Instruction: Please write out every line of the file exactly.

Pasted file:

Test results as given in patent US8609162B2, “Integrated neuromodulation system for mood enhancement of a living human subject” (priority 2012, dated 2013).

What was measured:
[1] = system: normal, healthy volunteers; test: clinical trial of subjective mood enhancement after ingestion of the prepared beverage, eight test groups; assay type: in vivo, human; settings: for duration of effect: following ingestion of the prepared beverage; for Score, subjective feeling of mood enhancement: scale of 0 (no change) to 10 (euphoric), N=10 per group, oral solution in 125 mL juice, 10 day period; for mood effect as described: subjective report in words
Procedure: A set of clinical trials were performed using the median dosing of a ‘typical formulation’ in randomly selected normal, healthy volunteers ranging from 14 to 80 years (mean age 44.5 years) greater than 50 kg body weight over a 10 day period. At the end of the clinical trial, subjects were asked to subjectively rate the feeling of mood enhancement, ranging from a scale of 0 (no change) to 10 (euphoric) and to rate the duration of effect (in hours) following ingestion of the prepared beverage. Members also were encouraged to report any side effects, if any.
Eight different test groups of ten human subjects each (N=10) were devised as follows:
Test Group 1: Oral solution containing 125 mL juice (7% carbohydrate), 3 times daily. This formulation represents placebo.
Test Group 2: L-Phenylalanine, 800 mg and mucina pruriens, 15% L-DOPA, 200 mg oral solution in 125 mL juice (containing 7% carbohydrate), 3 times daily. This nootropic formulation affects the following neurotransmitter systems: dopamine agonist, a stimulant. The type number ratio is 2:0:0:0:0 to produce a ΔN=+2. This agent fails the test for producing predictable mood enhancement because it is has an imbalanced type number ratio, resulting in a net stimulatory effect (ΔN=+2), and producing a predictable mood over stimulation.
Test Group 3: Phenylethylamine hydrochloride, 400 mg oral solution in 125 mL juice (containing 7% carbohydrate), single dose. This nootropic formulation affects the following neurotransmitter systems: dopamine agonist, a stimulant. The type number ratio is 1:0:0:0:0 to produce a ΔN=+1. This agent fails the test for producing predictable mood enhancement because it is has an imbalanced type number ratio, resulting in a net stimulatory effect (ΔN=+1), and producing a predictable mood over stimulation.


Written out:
Test results as given in patent US8609162B2, “Integrated neuromodulation system for mood enhancement of a living human subject” (priority 2012, dated 2013).

What was measured:
[1] = system: normal, healthy volunteers; test: clinical trial of subjective mood enhancement after ingestion of the prepared beverage, eight test groups; assay type: in vivo, human; settings: for duration of effect: following ingestion of the prepared beverage; for Score, subjective feeling of mood enhancement: scale of 0 (no change) to 10 (euphoric), N=10 per group, oral solution in 125 mL juice, 10 day period; for mood effect as described: subjective report in words
Procedure: A set of clinical trials were performed using the median dosing of a ‘typical formulation’ in randomly selected normal, healthy volunteers ranging from 14 to 80 years (mean age 44.5 years) greater than 50 kg body weight over a 10 day period. At the end of the clinical trial, subjects were asked to subjectively rate the feeling of mood enhancement, ranging from a scale of 0 (no change) to 10 (euphoric) and to rate the duration of effect (in hours) following ingestion of the prepared beverage. Members also were encouraged to report any side effects, if any.
Eight different test groups of ten human subjects each (N=10) were devised as follows:
Test Group 1: Oral solution containing 125 mL juice (7% carbohydrate), 3 times daily. This formulation represents placebo.
Test Group 2: L-Phenylalanine, 800 mg and mucina pruriens, 15% L-DOPA, 200 mg oral solution in 125 mL juice (containing 7% carbohydrate), 3 times daily. This nootropic formulation affects the following neurotransmitter systems: dopamine agonist, a stimulant. The type number ratio is 2:0:0:0:0 to produce a ΔN=+2. This agent fails the test for producing predictable mood enhancement because it is has an imbalanced type number ratio, resulting in a net stimulatory effect (ΔN=+2), and producing a predictable mood over stimulation.
Test Group 3: Phenylethylamine hydrochloride, 400 mg oral solution in 125 mL juice (containing 7% carbohydrate), single dose. This nootropic formulation affects the following neurotransmitter systems: dopamine agonist, a stimulant. The type number ratio is 1:0:0:0:0 to produce a ΔN=+1. This agent fails the test for producing predictable mood enhancement because it is has an imbalanced type number ratio, resulting in a net stimulatory effect (ΔN=+1), and producing a predictable mood over stimulation.